Since the onset of the COVID-19 pandemic, the number of food-insecure households in the United States has increased to levels not seen since the great Recession, reversing over a decade's worth of economic progress. While the impact of COVID-19 is being felt in all communities across the country, food insecure households will face unique challenges, and the number experiencing food insecurity will continue to grow. Communities that already had a high rate of food insecurity before the pandemic will continue to have high rates of food insecurity and food insecure households; communities with low rates will see the largest relative increase in food insecurity.
Goals and Objectives:
The CHALK Jr. Mobile Market Food Insecurity Initiative aims to: establish an emergency food distribution program at four (4) early childhood centers (ECCs); increase entitlement enrollment (SNAP and WIC) among eligible families; provide education on nutrition and emergency food resources; ensure that every participant has a medical home; and ensure that all ECCs follow evidence-based COVID-19 safety guidelines.
This work is an extension of CHALK Jr., NewYork-Presbyterian Hospital's partnership model for obesity prevention in early childhood settings. Building on established infrastructure for effective collaboration, the program will increase access to emergency food resources and fresh and healthy foods for families in Washington Heights and Inwood while increasing capacity at Early Childhood centers. Early childhood center parents or engaged community members will be hired part-time as mobile market coordinators, receiving training in entitlement enrollment, evidence-based COVID-19 safety guidelines, and program implementation with support from the CHALK Jr. Healthy Lifestyles Coordinator. A built environment budget will support adherence to evidence-based COVID-19 safety guidelines and effective mobile market implementation. The program model will be piloted for two years at Rena Day Care Centers, then recreated with support from Rena and NYP CHALK Jr. at three additional ECCs in grant years 3-5.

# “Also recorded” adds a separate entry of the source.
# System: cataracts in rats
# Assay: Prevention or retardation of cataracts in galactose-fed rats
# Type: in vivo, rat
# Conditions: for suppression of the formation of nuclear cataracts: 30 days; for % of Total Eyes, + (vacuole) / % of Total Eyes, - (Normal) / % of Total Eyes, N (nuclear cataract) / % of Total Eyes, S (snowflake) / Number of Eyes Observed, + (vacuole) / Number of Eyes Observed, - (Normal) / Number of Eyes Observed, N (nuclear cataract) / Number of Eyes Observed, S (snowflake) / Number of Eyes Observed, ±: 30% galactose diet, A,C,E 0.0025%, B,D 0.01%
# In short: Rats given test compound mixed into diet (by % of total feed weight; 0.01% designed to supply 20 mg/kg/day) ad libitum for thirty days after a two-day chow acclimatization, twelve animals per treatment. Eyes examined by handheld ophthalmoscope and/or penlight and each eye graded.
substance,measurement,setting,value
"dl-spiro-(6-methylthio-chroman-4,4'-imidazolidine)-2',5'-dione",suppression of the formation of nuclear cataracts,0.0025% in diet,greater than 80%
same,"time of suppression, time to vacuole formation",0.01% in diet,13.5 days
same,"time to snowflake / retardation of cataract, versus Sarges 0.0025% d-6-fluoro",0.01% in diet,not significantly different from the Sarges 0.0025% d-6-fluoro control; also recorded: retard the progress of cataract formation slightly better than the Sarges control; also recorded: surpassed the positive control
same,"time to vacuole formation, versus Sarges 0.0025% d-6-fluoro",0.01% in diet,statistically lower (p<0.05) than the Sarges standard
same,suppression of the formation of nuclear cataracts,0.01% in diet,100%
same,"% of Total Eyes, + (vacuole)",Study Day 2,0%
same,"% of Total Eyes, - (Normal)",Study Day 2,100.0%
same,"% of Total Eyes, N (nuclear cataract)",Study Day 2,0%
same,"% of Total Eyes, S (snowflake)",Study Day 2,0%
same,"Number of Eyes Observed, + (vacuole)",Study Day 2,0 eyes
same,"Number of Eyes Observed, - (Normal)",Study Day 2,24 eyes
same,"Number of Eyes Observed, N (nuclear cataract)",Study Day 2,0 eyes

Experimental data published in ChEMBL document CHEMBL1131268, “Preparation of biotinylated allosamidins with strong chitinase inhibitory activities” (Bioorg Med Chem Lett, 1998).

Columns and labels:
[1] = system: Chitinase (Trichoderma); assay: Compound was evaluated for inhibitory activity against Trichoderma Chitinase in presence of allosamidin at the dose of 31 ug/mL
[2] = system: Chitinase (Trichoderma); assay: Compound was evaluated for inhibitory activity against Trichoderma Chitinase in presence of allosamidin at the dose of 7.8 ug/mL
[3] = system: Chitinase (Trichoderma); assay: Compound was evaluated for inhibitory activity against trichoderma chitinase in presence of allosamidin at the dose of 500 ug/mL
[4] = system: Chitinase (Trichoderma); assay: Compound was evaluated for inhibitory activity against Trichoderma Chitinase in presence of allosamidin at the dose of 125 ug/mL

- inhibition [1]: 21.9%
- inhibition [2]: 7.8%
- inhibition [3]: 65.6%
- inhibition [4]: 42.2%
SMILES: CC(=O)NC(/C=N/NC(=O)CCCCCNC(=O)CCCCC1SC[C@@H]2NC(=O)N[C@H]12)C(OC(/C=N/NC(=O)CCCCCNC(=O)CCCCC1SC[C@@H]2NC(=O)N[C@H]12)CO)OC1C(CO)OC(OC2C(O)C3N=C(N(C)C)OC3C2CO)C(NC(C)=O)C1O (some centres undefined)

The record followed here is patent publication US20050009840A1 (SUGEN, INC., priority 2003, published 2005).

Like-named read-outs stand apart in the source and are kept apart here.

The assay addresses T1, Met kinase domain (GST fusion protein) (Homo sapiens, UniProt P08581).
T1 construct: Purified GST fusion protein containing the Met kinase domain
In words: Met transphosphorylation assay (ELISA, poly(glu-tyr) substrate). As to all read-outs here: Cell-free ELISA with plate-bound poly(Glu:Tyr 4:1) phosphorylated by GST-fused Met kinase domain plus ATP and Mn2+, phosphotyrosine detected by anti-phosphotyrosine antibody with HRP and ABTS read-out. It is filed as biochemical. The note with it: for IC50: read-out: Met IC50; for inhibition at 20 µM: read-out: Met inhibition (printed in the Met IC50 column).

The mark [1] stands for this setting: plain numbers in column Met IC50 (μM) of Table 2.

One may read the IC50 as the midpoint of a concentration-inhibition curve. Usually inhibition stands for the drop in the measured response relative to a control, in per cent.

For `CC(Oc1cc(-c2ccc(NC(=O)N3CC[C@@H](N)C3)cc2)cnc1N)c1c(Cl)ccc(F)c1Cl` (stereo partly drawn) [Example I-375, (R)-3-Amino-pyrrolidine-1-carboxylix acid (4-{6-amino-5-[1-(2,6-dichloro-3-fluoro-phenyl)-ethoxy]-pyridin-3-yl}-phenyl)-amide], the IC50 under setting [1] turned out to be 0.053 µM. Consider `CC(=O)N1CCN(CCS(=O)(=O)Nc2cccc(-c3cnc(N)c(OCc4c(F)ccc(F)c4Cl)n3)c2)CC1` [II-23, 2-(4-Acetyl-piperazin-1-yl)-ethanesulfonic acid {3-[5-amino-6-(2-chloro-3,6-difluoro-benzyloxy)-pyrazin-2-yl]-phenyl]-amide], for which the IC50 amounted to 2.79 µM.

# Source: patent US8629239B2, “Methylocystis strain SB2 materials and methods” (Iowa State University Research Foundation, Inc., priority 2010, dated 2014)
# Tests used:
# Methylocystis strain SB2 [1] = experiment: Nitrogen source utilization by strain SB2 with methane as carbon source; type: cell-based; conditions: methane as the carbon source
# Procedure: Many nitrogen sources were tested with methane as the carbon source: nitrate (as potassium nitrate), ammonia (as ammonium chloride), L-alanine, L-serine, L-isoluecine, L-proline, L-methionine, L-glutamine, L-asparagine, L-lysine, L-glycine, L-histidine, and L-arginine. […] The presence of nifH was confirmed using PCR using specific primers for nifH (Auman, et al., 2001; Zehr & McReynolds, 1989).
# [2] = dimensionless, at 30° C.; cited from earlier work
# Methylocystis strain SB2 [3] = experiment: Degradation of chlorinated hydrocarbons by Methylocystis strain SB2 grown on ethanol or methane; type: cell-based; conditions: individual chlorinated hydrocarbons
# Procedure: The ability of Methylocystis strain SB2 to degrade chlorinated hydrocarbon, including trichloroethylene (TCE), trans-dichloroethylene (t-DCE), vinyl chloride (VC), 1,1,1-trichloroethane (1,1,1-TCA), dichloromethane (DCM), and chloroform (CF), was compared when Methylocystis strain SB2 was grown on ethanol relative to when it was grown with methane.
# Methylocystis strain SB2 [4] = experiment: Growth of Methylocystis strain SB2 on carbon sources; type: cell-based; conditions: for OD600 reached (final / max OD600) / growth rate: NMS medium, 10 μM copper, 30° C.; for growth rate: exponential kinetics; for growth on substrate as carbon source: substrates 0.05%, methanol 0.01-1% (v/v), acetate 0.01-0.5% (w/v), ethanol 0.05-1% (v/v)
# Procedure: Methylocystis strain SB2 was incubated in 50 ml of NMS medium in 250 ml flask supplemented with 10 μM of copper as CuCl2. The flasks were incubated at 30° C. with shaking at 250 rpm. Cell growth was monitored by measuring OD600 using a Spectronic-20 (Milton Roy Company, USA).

The project will rely on an established network of NewYork-Presbyterian and community partners to fulfill the objectives of the project, and efficiently implement program activities within our community. Our partners for this initiative include: Rena Day Care Centers, Corbin Hill Food Project, NewYork-Presbyterian CHALK, and Columbia University Irving Medical Center, as well as three additional early childhood centers to be recruited in years three, four, and five of the grant cycle.
A rigorous process and outcome evaluation will be performed using quantitative methods and a pre-post design. Evaluation instruments will be chosen jointly with the community partner and they will reflect language and culture of target population. Staff will collect and manage data under secure NYP systems. NewYork-Presbyterian agrees to participate in a HRSA-supported national evaluation of HTPCP 1 and 5 years after the end of the 5-year period of performance.